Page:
Bret asks:

I often see people on forums telling complainers to shut up with the “vote with your wallet” line. How does 37signals feel on the matter? Is it better to have a vocal customer who’s willing to stick with the product despite a perceived shortcoming or would you prefer that such a customer move on?

The first thing I’d say is this: It’s tough to be 100% happy with anything. Sacrifices rule the day — each person needs to figure out where their limits are. So if it’s one thing that’s really bothering someone, maybe they can find a way to adapt (or we can find a way to improve). But if it’s one thing after another, maybe that product just isn’t a good fit for that customer.

The second thing I’d say is this: You can learn a lot from a vocal customer. Even customers who continually bash your company or your product have value. So the goal shouldn’t be silencing them, it should be listening to them. You don’t have to do anything they say, but being aware of what they’re saying can give you insight into a perspective that you may otherwise not have had.

We hope you’re happy here

What’s most important to us is that people who use our products are happy using our products. If someone is unhappy with our products, we’d love to hear why. Maybe we can make them happy. But maybe we can’t — that’s certainly possible too.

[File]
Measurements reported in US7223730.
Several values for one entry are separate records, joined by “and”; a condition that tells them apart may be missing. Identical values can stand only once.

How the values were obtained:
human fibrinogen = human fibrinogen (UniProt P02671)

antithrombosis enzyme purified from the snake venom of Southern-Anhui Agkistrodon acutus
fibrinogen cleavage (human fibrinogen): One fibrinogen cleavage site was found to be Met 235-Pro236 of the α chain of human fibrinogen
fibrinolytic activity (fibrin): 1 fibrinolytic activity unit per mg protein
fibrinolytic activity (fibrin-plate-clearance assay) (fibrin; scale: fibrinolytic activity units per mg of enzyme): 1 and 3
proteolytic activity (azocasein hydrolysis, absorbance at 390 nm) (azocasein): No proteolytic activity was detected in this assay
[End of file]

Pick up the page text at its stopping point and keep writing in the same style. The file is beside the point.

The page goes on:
So if we don’t think we’ll be able to make them happy, and they’ve found another product that makes them happier, we encourage them to use the other product. Sometimes we’ll even recommend an alternative if we can.

Don’t fight a losing battle

At a certain point there’s no sense in trying to make someone happy who you can’t keep happy, and there’s no sense in someone suffering endlessly when they constantly run into things that don’t work for them. If it doesn’t fit, it doesn’t fit. Luckily there are a lot of choices, different approaches, and alternatives out there. Choice is on the side of the consumer.

Be honest up front

This sometimes comes up in pre-sales emails. People will ask us why our product is better than this or that product. We may riff on the fundamental advantage of simple, focused tools like ours, but then we’ll say something like: “There’s really no way for us to tell you what’s best for you. We encourage you to try all the products you’re considering. That’s the only way you’ll ever know for sure which product feels right. We hope it’s our product, but if it’s not we understand.”

Some salespeople may say that’s a terrible strategy, but we prefer to give the most realistic answer, not the “obviously we’re the best no matter what” answer. Because in the end, what feels right is what works best. Comparing products by comparing features isn’t really an effective way of making a decision. You have to compare the experience and you can only compare the experience by trying the products.

So yes and no

So, yes, I do encourage people to vote with their wallet, but at the same time I don’t encourage companies to chase all wallets either. Every wallet isn’t going to be a good fit in your pocket.